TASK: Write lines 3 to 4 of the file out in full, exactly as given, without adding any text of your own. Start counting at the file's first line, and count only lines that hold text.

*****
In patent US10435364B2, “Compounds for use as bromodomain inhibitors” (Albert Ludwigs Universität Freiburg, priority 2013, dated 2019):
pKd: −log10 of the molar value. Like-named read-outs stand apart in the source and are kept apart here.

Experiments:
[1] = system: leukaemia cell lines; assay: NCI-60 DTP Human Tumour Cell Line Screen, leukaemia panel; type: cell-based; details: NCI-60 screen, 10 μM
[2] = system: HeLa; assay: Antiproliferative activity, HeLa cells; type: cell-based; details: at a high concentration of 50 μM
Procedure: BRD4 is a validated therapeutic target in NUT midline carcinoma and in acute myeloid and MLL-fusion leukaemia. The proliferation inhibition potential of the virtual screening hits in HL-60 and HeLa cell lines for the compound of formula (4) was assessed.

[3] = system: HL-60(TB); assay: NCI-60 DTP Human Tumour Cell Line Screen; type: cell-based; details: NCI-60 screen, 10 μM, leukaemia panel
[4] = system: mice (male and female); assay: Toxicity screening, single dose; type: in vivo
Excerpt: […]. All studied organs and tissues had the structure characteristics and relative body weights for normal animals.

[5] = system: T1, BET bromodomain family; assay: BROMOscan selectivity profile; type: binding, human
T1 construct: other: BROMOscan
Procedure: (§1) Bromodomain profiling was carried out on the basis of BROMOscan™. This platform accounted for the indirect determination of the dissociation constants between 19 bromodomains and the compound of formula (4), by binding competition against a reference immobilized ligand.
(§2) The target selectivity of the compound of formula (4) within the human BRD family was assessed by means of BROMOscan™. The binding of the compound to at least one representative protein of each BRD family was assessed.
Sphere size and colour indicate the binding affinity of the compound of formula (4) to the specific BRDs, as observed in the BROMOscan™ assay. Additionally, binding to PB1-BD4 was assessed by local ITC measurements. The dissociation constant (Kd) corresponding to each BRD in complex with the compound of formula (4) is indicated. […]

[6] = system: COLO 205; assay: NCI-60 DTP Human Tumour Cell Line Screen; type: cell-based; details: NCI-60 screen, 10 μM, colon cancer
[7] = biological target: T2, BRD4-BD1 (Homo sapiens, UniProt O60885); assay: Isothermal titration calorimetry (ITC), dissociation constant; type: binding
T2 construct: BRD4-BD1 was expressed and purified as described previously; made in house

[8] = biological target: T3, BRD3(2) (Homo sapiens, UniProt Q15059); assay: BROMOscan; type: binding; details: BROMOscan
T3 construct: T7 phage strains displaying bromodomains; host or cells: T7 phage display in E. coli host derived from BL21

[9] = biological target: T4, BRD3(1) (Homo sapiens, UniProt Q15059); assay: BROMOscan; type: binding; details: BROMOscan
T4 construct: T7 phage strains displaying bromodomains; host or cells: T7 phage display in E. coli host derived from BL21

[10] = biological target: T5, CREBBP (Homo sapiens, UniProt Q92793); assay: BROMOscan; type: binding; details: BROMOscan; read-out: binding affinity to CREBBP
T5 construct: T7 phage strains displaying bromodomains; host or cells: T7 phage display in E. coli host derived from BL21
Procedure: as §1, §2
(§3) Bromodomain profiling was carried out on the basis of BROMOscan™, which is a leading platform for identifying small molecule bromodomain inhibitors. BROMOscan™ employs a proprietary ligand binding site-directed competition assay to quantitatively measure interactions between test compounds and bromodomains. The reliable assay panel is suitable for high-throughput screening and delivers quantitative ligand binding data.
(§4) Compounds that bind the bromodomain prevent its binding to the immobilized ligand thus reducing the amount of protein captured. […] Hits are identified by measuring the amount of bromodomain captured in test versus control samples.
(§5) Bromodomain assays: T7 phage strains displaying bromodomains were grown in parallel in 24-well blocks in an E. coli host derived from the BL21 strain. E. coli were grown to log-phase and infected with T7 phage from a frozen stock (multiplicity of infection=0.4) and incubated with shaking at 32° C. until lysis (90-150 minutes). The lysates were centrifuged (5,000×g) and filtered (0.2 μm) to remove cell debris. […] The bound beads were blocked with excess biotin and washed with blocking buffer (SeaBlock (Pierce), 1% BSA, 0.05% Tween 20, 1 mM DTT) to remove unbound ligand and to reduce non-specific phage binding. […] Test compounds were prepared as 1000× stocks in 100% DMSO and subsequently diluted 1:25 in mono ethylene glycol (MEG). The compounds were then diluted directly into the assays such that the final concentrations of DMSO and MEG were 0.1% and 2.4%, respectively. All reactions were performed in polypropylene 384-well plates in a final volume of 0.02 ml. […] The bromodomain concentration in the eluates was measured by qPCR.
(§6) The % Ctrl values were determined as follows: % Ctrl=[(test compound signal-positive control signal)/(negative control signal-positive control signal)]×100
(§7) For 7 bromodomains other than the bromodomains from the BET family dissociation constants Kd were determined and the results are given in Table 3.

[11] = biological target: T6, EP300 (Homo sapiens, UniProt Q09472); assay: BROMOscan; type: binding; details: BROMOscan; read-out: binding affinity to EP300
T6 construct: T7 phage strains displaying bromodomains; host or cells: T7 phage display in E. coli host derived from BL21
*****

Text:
Experiments:
[1] = system: leukaemia cell lines; assay: NCI-60 DTP Human Tumour Cell Line Screen, leukaemia panel; type: cell-based; details: NCI-60 screen, 10 μM